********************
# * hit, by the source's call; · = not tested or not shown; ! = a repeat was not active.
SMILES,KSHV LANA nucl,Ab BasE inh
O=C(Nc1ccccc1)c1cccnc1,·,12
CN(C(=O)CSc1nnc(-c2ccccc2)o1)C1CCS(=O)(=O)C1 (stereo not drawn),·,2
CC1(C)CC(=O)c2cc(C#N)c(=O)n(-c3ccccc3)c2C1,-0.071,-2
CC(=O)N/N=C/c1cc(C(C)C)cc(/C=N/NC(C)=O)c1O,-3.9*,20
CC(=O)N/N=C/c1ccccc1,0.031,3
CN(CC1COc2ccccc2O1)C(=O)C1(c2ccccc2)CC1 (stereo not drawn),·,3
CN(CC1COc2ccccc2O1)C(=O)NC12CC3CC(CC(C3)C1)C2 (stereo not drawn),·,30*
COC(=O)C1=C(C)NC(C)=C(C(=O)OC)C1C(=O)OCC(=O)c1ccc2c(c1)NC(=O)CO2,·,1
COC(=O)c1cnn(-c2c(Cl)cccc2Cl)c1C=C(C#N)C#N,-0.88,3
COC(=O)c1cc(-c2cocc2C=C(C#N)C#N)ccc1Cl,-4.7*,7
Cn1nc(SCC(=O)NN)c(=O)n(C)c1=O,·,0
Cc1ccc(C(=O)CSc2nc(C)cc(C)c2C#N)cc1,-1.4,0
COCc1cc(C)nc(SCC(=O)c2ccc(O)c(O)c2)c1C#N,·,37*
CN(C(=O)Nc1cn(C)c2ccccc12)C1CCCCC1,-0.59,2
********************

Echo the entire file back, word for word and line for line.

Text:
# * hit, by the source's call; · = not tested or not shown; ! = a repeat was not active.
SMILES,KSHV LANA nucl,Ab BasE inh
O=C(Nc1ccccc1)c1cccnc1,·,12
CN(C(=O)CSc1nnc(-c2ccccc2)o1)C1CCS(=O)(=O)C1 (stereo not drawn),·,2
CC1(C)CC(=O)c2cc(C#N)c(=O)n(-c3ccccc3)c2C1,-0.071,-2
CC(=O)N/N=C/c1cc(C(C)C)cc(/C=N/NC(C)=O)c1O,-3.9*,20
CC(=O)N/N=C/c1ccccc1,0.031,3
CN(CC1COc2ccccc2O1)C(=O)C1(c2ccccc2)CC1 (stereo not drawn),·,3
CN(CC1COc2ccccc2O1)C(=O)NC12CC3CC(CC(C3)C1)C2 (stereo not drawn),·,30*
COC(=O)C1=C(C)NC(C)=C(C(=O)OC)C1C(=O)OCC(=O)c1ccc2c(c1)NC(=O)CO2,·,1
COC(=O)c1cnn(-c2c(Cl)cccc2Cl)c1C=C(C#N)C#N,-0.88,3
COC(=O)c1cc(-c2cocc2C=C(C#N)C#N)ccc1Cl,-4.7*,7
Cn1nc(SCC(=O)NN)c(=O)n(C)c1=O,·,0
Cc1ccc(C(=O)CSc2nc(C)cc(C)c2C#N)cc1,-1.4,0
COCc1cc(C)nc(SCC(=O)c2ccc(O)c(O)c2)c1C#N,·,37*
CN(C(=O)Nc1cn(C)c2ccccc12)C1CCCCC1,-0.59,2